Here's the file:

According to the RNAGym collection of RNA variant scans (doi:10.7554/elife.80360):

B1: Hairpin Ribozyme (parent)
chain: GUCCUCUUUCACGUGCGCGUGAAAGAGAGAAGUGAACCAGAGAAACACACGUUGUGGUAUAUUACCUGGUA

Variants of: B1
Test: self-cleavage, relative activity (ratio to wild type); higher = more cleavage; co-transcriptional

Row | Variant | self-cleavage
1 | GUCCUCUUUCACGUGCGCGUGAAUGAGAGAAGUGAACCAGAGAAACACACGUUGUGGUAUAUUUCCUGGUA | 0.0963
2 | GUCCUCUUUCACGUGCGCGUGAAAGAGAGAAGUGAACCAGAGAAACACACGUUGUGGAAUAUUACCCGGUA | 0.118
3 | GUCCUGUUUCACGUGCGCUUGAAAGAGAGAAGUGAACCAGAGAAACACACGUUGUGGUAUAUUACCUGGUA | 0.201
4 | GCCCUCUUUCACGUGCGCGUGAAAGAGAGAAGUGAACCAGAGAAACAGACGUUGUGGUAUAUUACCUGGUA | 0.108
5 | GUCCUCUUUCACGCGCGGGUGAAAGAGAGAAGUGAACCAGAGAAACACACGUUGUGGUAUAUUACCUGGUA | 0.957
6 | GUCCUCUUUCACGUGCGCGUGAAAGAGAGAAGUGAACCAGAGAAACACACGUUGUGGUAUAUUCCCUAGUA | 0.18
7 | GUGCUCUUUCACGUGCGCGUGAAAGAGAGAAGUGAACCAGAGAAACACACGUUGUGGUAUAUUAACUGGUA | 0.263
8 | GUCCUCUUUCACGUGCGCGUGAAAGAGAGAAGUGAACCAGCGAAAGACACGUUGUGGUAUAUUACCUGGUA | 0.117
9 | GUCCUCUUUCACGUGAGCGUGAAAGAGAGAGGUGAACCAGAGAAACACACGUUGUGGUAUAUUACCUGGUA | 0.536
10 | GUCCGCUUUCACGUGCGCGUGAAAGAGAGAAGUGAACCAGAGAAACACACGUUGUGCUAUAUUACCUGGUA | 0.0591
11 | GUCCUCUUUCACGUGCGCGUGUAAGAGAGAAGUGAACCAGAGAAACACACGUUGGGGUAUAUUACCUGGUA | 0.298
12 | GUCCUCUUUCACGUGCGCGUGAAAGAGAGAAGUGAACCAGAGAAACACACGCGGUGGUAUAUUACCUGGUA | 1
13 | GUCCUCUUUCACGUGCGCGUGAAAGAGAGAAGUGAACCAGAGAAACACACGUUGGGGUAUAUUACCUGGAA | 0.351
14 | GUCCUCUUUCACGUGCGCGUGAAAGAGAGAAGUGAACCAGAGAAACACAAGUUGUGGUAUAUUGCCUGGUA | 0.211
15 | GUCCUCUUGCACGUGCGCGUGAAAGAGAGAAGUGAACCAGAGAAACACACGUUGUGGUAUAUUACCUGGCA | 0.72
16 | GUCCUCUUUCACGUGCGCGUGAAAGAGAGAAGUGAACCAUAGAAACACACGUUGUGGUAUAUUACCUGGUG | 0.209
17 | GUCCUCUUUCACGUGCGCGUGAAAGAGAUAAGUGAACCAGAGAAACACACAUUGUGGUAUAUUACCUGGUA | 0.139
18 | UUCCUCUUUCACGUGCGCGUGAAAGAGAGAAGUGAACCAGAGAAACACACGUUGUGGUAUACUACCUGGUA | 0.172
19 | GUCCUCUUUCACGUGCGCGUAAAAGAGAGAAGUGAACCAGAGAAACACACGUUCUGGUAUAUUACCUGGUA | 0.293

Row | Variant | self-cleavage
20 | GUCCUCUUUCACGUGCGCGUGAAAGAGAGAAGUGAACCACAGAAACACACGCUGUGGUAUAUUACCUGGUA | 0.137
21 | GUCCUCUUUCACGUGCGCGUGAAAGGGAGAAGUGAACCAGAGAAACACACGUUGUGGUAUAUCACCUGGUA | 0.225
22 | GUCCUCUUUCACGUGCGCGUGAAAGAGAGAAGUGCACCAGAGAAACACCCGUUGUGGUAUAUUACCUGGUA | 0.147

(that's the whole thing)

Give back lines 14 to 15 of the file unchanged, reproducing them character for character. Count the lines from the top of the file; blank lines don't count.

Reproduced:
8 | GUCCUCUUUCACGUGCGCGUGAAAGAGAGAAGUGAACCAGCGAAAGACACGUUGUGGUAUAUUACCUGGUA | 0.117
9 | GUCCUCUUUCACGUGAGCGUGAAAGAGAGAGGUGAACCAGAGAAACACACGUUGUGGUAUAUUACCUGGUA | 0.536